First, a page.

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The Python in Greek Mythology

Updated on February 3, 2015
Colin Quartermain profile image

Having travelled through Italy, Greece and the Aegean in his youth, Colin quickly became interested in the ancient mythology of the region.

Monsters played a central role in many tales of Greek mythology, and as a result many, like Cerberus and the Sphinx, are famous even today. The monsters of Ancient Greece were important, for as well as offering adversaries for heroes to fight against, they also allowed people to explain the world in which they found themselves.

The Python

Eugène Delacroix (1798–1863) PD-art-100
Eugène Delacroix (1798–1863) PD-art-100 | Source

The Python in Greek Mythology

The Python is probably not the most famous monster from Greek mythology, although it does give its name to a family of snakes, but the Python did play an important role in the story of the Greek god Apollo.

Ancient sources would write of the Python being the gigantic serpent child of Gaia, the goddess of the Earth. The Python was born of Gaia, having been created from the mud that was left behind after one of prehistory’s floods.

Oracle at Delphi

John Collier (1850–1934) PD-art-100
John Collier (1850–1934) PD-art-100 | Source

The Role of the Python in Greek Mythology

The primary role of the Python was as protector of the naval of the earth; for within the naval was an important prophetic stone. Thus it was said, that the Python could be found within a cave upon Mount Parnassus, near to Delphi. This gave rise to the Python also being called Delphyne.

At the same time the earliest temples and priestesses associated with the Oracle of Delphi were created; these earliest priestesses being devoted to Gaia. Themis and then Phoebe would later be given control of the Delphic Oracle.

The Python was not just the guardian of the prophetic stone, and other deities made use of the serpent for their own ends. The most famous use of the Python was undertaken by Hera, who gave the serpent orders to chase the pregnant Leto all over the earth, so that Leto should not give birth. Leto was pregnant with Artemis and Apollo, the children of Zeus; Zeus being Hera’s husband.

Ultimately, the Python failed to carry out Hera’s command, and the twin children of Zeus were born.

Apollo and the Python

Peter Paul Rubens (1577–1640) PD-art-100
Peter Paul Rubens (1577–1640) PD-art-100 | Source

Apollo's Revenge

When Apollo was only four days old he left his mother’s side, and obtained a bow and set of arrows from Hephaestus. Apollo then set out to gain revenge on the serpent that had caused his mother so much distress.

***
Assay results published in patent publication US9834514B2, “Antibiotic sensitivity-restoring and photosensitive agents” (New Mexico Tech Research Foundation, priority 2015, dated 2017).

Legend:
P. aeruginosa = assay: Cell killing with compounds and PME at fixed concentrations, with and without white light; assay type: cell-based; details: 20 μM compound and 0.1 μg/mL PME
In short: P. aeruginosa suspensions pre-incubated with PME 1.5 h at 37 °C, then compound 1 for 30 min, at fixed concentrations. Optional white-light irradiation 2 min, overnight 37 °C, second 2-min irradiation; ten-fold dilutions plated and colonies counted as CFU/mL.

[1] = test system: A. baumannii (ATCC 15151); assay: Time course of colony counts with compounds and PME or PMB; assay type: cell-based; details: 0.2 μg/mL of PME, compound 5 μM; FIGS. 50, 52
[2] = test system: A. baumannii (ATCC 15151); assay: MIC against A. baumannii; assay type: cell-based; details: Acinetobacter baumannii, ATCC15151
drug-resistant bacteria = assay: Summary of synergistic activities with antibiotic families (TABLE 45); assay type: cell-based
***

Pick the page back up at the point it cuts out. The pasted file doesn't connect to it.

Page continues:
Apollo discovered the Python in its cave on Mount Parnassus, and then an epic fight broke out between god and beast. Eventually, Apollo would slay the Python, although it would take the god 100 arrows to kill the serpent.

The corpse of the Python was left to rot outside the Delphic temple, and so the place would also become known as Pytho. The priestess associated with the Oracle of Delphi would also be given a new name, Pythia, and control of the temples and oracle would pass into the hands of Apollo.

The slaying of Gaia’s child though could not go unpunished, and in some sources Apollo was required to undertake eight years of servitude for the killing; a period of servitude was a reoccurring theme in the life of Apollo.

Either as an act of penance, or celebration of his victory over the serpent, Apollo was also instructed to establish the Pythian Games. The Pythian Games were to be held every four years, two years after the Olympic Games, and Apollo was to act as the god of the games.

Apollo Victorious

Jan Boeckhorst (1604–1668) PD-art-100
Jan Boeckhorst (1604–1668) PD-art-100 | Source

The Python

The Python of Greek mythology would give its name to a family and genus of snake at the start of the nineteenth century.

Monstrous serpents and dragons were common themes in Greek mythology, and so the Python is occasionally confused with other beasts. Some writers in antiquity would write of the Python being mate to Typhon, but the mate of Typhon is normally said to be another offspring of Gaia, Echidna.

The story of the Python was used to explain the emergence of the new gods of Mount Olympus during the Hellenic period; these gods superseding the previous gods of an earlier time.


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